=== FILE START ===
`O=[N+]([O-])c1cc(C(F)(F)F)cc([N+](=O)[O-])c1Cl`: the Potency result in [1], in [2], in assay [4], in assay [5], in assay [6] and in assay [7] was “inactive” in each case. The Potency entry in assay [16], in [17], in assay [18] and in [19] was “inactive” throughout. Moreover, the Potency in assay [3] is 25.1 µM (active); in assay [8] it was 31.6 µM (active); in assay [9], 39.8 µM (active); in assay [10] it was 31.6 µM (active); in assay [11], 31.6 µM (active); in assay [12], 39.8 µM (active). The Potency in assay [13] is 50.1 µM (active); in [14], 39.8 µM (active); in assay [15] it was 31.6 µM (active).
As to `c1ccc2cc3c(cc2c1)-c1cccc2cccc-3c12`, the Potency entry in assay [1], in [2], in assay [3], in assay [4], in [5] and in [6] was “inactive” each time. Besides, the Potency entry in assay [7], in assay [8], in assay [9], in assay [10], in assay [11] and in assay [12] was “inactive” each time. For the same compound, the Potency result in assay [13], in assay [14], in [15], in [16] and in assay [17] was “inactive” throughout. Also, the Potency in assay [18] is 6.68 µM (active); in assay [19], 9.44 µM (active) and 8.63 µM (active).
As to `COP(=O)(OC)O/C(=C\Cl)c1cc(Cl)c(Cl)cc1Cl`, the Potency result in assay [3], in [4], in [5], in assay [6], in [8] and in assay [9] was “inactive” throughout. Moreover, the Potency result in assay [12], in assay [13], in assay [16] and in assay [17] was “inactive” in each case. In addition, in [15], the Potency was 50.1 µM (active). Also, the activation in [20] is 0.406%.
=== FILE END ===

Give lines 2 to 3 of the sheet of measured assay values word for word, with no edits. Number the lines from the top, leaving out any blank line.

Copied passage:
As to `c1ccc2cc3c(cc2c1)-c1cccc2cccc-3c12`, the Potency entry in assay [1], in [2], in assay [3], in assay [4], in [5] and in [6] was “inactive” each time. Besides, the Potency entry in assay [7], in assay [8], in assay [9], in assay [10], in assay [11] and in assay [12] was “inactive” each time. For the same compound, the Potency result in assay [13], in assay [14], in [15], in [16] and in assay [17] was “inactive” throughout. Also, the Potency in assay [18] is 6.68 µM (active); in assay [19], 9.44 µM (active) and 8.63 µM (active).
As to `COP(=O)(OC)O/C(=C\Cl)c1cc(Cl)c(Cl)cc1Cl`, the Potency result in assay [3], in [4], in [5], in assay [6], in [8] and in assay [9] was “inactive” throughout. Moreover, the Potency result in assay [12], in assay [13], in assay [16] and in assay [17] was “inactive” in each case. In addition, in [15], the Potency was 50.1 µM (active). Also, the activation in [20] is 0.406%.